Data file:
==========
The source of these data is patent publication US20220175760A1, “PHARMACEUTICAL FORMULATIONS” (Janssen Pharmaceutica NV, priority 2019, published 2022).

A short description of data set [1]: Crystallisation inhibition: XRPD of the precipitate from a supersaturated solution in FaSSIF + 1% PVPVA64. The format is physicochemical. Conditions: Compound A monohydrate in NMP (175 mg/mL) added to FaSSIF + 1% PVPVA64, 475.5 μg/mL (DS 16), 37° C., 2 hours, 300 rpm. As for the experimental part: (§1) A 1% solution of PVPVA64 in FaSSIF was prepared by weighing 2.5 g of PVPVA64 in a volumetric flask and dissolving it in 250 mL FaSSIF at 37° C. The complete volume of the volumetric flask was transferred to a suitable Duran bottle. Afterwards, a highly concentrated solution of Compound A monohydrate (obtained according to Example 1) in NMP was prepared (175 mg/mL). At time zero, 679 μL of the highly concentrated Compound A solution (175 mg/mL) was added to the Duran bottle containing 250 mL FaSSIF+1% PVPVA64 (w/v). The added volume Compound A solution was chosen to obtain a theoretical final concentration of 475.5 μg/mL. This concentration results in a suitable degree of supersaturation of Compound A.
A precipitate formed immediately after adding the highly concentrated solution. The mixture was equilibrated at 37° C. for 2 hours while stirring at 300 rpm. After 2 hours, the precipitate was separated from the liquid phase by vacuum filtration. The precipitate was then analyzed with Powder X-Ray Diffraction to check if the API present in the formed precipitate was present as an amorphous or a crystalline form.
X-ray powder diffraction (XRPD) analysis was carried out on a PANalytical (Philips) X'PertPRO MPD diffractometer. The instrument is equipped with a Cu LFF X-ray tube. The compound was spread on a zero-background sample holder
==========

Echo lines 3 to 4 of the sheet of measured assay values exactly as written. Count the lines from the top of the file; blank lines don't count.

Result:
A precipitate formed immediately after adding the highly concentrated solution. The mixture was equilibrated at 37° C. for 2 hours while stirring at 300 rpm. After 2 hours, the precipitate was separated from the liquid phase by vacuum filtration. The precipitate was then analyzed with Powder X-Ray Diffraction to check if the API present in the formed precipitate was present as an amorphous or a crystalline form.
X-ray powder diffraction (XRPD) analysis was carried out on a PANalytical (Philips) X'PertPRO MPD diffractometer. The instrument is equipped with a Cu LFF X-ray tube. The compound was spread on a zero-background sample holder